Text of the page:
Windows Azure: Free Developers Course

Windows Azure is a key part of Microsoft’s “Cloud” strategy moving into the future but of course, it needs people to use it and develop for it for it to be truly successful. They are piloting a new way of training developers & architects Azure, via self paced, web based training…best of all it’s FREE!

The method is one that I’m quite familiar with which aims to offer the best features of classroom training without the hassles and expense of travel, hotels, being out of the office for days etc. It utilises:

  • Interactive Live Meeting sessions with a tutor
  • On-line videos
  • Hands on Labs
  • E-Learning
  • Weekly Assessments

to cover off the topics, and you don’t need to go anywhere! The course lasts for 6 weeks from:

May 10th – June 18th

and covers:

Week 1 – Windows Azure Platform
Week 2 – Windows Azure Storage
Week 3 – Windows Azure Deep Dive and Codename "Dallas"
Week 4 – SQL Azure
Week 5 – Windows Azure Platform AppFabric Access Control
Week 6 – Windows Azure Platform AppFabric Service Bus

and did I mention it’s FREE?!

This is aimed at developers, architects, programmers and system designers and recommends at least 6 months experience programming in .NET and Visual Studio.

It will take around 4 to 5 hours a week to research and complete the tasks and there are timelines etc for submitting the work. However, successful completion gets you a “Microsoft Certificate of Completion” :-)

This is a new approach from Microsoft and one that I hope will be expanded out to other product areas.


You can find more information and sign up here:

If you’re technically minded and interested in Azure, sign up…and get any colleagues/friends that would be interested to sign up too!

I’ve registered and am looking forward to it so hopefully I’ll see you there :-)

VStudio 2010 release date delayed

VStudio 2010, the latest version of Microsoft’s development product suite, was slated to be released March 22 2010; however, according to The Register, that’s no longer the case.

Sosa Somasegar’s (Senior VP of MS Developer Division) MSDN blog tells us that:

“we are going to extend the beta period by adding another interim checkpoint release, a Release Candidate with a broad “go live” license, which will be publicly available in the February 2010 timeframe.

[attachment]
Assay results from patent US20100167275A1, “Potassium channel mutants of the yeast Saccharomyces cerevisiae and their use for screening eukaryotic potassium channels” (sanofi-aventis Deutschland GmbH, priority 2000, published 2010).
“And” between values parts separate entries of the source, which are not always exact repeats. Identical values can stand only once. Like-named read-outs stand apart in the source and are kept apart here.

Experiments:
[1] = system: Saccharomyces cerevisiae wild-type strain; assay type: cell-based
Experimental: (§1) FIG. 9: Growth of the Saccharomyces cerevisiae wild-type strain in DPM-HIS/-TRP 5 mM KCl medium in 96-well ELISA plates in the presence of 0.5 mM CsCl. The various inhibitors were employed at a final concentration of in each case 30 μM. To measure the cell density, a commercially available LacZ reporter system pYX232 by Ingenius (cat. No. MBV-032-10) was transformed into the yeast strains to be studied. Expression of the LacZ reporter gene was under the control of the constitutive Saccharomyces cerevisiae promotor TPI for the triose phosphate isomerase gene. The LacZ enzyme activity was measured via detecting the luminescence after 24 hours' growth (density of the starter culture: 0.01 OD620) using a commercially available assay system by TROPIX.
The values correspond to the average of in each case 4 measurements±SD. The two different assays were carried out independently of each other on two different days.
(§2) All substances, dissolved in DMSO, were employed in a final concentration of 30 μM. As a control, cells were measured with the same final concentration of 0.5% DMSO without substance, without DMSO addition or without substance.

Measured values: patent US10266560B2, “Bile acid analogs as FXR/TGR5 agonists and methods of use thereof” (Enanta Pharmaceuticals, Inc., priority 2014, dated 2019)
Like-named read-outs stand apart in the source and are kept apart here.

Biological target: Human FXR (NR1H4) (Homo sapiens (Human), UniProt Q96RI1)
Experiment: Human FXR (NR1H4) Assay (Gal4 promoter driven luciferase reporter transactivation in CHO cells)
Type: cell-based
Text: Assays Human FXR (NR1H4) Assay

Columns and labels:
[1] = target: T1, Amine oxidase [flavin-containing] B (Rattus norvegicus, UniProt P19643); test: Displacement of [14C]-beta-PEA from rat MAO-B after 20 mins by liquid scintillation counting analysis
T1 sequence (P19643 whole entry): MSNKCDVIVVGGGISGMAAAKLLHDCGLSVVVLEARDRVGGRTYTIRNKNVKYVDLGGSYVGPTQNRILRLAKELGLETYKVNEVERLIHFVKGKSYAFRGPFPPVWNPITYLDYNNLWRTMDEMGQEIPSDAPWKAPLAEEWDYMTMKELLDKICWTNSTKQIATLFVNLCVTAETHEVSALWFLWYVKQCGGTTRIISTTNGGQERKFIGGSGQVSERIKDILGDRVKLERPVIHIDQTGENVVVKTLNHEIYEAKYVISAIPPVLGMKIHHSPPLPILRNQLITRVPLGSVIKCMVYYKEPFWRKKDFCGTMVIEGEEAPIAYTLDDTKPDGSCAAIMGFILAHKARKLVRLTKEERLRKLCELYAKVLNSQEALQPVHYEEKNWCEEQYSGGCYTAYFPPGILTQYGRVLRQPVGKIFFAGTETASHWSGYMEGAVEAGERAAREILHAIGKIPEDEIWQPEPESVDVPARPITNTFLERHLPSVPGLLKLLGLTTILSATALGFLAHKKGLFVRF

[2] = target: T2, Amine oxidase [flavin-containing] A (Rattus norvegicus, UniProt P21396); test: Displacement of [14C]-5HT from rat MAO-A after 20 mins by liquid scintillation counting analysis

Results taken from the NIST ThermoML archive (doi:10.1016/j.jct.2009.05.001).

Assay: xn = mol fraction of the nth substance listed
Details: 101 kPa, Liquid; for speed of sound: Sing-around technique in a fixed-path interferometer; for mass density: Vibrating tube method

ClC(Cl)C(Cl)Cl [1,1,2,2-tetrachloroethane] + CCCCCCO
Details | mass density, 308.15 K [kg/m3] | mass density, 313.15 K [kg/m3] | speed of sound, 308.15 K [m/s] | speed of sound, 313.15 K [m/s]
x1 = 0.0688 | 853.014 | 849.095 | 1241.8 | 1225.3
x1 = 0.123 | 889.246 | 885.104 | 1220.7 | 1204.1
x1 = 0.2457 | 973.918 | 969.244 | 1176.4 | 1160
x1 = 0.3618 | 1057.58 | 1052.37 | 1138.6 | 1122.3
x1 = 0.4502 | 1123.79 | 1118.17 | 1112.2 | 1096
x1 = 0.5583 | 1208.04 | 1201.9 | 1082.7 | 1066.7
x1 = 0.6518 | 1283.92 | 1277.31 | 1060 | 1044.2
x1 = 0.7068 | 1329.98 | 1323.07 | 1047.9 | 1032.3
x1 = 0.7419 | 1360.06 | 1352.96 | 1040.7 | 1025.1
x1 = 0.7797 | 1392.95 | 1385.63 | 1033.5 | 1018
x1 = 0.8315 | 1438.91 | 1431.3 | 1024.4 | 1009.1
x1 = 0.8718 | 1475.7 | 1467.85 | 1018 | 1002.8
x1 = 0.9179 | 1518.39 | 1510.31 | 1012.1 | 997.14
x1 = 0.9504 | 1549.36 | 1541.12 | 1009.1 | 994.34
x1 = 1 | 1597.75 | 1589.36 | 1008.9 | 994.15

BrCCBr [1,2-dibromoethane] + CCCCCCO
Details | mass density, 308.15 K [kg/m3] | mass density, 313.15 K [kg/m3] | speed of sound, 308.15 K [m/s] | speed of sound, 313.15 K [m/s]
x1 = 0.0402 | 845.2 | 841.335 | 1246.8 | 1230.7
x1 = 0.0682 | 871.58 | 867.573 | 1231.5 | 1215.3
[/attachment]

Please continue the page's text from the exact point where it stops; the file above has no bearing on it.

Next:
Since the goal of the Release Candidate is to get more feedback from you, the team will need some time to react to that feedback before creating the final release build.  We are therefore moving the launch of Visual Studio 2010 and .NET Framework 4 back a few weeks.” (bold mine)

So there will be a VStudio 2010 RC in February 2010 and the final release of Visual Studio 2010 can be expected probably around the beginning of May 2010.

VStudio 2010 Editions & Licensing

VStudio 2010 will be here March 22, 2010 and with it come many advancements. However, this post isn’t to look at the feature differences but rather changes to the editions and licensing.

VStudio 2008 has got quite a few different versions on licensing:

  • VStudio Pro with MSDN Pro
  • VStudio Pro with MSDN Premium
  • VStudio Team Edition Test
  • VStudio Team Edition Architect
  • VStudio Team Edition Database
  • VStudio Team Edition Development
  • VStudio Team Suite

This can make it quite confusing for customers to choose the right editions for their teams…”Geoff does testing AND Architecting-which should I get?” or sometimes companies don’t have such defined roles, they just have “developers”. Getting the Suite ensures you get all the features but it’s expensive; this confusion has been known to put people off investing in 2008.


There are now just 3 editions:

  • VStudio Pro with MSDN
  • VStudio Prem with MSDN
  • VStudio Ultimate with MSDN

This straight away makes it quicker and easier for users to identify the edition best suited to particular user. This will definitely please a number of our customers :-)